Summary

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Last Updated May 14, 2024.

Introduction

Volpone, a hilarious and biting satire published in 1606, is one of the most well-known works by English playwright Ben Jonson. The play occurs in decadent Venice, a city notorious for pleasure-seeking and corruption. 

Jonson uses Venice as a backdrop to expose the dark side of human greed, lust, and ambition through a cast of colorful characters entangled in a web of deceit. A fine example of Jacobean-era comedies, Volpone uses sharp wit, social commentary, and despicable characters to deliver a scathing critique of more selfish aspects of human nature.

Plot Summary

The play begins with Volpone, a wealthy Venetian, admiring his wealth. Addressing his treasure, Volpone remarks:

Thou being the best of things: and far transcending

All style of joy, in children, parents, friends,

Or any other waking dream on earth

Volpone tells Mosca, his cunning servant, of his plan to trick greedy people into giving him gifts by pretending to be dying. He enjoys toying with their hopes and will never actually name them as his heir.

When Voltore, Volpone's lawyer, arrives, Volpone puts on his act of feebleness. Mosca tells Voltore how much Volpone appreciates him. Voltore brings a valuable piece of plate as a gift, hoping to gain favor and become Volpone's heir.

Volpone implies he is about to die. Mosca flatters Voltore, hinting that he is written in the will as the sole heir. Mosca says Volpone admires lawyers who can argue any side for a fee. He tells Voltore that Volpone would be lucky to have such a wise and patient heir.

Corbaccio, another old miser, arrives. He is delighted by Volpone's supposed worsening health, seeing it as an opportunity to inherit his wealth.

Mosca convinces Corbaccio to write his own will, leaving everything to Volpone. Corbaccio, convinced that he will outlive Volpone, loves this idea and rushes off to fix his will. Mosca mocks Corbaccio's greed and selfishness, revealing his own plan to ensure Corbaccio's son, Bonario, is disinherited.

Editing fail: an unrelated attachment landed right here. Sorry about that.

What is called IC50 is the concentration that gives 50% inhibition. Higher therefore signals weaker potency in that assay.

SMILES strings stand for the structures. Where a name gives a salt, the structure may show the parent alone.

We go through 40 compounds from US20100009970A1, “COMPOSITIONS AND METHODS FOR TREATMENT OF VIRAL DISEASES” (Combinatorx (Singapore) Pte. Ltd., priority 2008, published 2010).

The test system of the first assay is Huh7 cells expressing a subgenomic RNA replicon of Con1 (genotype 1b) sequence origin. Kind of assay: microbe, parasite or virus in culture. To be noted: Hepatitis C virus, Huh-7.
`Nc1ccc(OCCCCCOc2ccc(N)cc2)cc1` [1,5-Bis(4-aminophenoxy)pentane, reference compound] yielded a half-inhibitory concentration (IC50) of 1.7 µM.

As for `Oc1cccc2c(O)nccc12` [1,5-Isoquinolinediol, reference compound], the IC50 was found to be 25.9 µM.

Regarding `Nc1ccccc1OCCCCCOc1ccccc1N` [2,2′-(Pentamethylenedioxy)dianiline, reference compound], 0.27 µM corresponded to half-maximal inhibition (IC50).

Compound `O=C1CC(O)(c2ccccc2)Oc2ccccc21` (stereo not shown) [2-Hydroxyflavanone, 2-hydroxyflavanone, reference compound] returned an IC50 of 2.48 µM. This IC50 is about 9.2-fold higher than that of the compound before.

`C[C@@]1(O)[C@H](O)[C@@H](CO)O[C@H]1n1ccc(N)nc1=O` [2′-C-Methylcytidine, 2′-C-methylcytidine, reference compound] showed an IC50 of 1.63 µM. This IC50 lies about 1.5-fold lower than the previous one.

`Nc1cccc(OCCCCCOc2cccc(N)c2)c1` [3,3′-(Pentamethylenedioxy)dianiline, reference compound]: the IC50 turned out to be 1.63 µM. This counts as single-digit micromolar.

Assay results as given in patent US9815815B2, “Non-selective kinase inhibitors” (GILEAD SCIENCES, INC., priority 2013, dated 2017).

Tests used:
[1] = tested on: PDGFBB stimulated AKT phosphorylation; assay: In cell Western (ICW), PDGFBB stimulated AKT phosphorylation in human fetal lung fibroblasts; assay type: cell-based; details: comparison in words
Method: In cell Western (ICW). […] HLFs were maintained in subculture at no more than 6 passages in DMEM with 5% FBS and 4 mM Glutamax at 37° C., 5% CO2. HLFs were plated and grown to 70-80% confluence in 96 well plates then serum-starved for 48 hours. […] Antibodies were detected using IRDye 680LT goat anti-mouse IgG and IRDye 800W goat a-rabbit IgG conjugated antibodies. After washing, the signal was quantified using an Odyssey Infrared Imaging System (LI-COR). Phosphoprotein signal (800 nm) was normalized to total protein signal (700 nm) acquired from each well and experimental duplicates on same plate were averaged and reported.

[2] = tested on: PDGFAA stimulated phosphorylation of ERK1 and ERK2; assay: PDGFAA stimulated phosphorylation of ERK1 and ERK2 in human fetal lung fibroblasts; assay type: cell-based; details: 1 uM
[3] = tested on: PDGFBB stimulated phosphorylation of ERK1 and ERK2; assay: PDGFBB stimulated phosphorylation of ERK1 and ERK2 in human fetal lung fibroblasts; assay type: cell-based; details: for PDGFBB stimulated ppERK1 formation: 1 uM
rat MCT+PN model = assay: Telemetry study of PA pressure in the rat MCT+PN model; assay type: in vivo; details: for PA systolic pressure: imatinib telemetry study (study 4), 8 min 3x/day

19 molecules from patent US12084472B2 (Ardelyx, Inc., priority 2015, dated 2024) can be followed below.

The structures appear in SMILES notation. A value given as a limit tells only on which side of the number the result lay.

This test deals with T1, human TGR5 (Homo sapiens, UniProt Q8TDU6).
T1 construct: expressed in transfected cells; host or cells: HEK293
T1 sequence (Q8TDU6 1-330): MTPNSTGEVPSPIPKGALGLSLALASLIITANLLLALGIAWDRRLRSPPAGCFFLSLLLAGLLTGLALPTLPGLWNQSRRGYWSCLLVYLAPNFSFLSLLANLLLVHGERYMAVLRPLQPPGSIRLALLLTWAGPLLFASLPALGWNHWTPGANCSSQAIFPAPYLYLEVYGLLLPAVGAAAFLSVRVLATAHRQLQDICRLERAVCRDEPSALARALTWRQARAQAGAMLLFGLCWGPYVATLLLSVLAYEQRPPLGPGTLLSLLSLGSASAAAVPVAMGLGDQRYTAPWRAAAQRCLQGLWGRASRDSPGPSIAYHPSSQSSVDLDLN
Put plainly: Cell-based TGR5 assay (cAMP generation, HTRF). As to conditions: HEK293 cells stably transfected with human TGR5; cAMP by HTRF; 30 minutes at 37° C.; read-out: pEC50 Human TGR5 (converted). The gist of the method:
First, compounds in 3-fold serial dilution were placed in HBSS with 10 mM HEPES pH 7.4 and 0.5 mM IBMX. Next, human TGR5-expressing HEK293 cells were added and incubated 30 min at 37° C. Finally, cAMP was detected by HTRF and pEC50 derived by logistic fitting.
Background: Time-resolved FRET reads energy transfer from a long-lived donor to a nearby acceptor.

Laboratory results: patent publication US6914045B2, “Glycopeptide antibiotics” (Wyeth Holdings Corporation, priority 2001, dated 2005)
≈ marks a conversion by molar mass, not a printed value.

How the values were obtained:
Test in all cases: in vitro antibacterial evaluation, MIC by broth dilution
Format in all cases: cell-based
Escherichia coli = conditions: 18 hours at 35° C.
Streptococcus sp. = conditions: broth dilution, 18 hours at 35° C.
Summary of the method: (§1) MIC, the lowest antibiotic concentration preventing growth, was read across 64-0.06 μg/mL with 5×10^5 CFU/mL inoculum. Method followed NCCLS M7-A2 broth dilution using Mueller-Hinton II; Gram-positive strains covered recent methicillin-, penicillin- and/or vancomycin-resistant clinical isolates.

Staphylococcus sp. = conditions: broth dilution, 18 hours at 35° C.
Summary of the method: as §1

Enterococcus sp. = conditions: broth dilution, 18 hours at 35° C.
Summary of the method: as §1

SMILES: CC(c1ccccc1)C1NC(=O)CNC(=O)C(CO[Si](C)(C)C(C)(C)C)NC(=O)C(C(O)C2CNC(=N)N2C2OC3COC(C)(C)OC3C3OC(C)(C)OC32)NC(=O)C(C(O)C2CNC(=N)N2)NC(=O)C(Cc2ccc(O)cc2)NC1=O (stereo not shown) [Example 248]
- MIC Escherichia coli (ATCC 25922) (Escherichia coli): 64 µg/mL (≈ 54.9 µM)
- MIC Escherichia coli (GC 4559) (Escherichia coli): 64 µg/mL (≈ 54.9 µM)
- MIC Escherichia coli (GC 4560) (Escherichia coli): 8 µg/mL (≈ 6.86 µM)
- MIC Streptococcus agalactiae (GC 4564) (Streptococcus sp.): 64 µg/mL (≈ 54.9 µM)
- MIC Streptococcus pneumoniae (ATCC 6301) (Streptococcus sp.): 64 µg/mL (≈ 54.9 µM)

Yet another greedy visitor, Corvino, arrives with gifts. Mosca pretends Volpone is unconscious. He convinces Corvino that Volpone has named him the heir, and Corvino is quite pleased.

Volpone and Mosca clearly enjoy their scheme. They plan a night of celebration with music, food, and entertainment. Consumed by the allure of Corvino's beautiful wife, Celia, Volpone hatches a lecherous plan to see her, even if it means using a disguise.

In Act Two, Volpone, disguised as a charlatan doctor, arrives on the street. He delivers a long speech advertising a fake cure-all elixir for an outrageous price. Celia throws a handkerchief down from a window to Volpone, and the huckster claims he will give her a beauty treatment in exchange.

Corvino is furious. He drags Celia in by the arm, accusing her of infidelity because she was seen talking to the doctor (Volpone) at her window. He threatens to lock her up and restrict her movements completely.

Mosca arrives and announces that Volpone has not died but has recovered thanks to a magical oil. However, the doctors now say Volpone needs a young, healthy woman to sleep beside him to restore his health. Mosca asks Corvino for advice on who this woman should be.

Mosca suggests Corvino's wife, Celia. Corvino likes this idea and sees it as a way to inherit Volpone's wealth sooner. After Mosca leaves, Corvino calls Celia back and pretends he is testing her. He tells her to get dressed for a party at Volpone's house.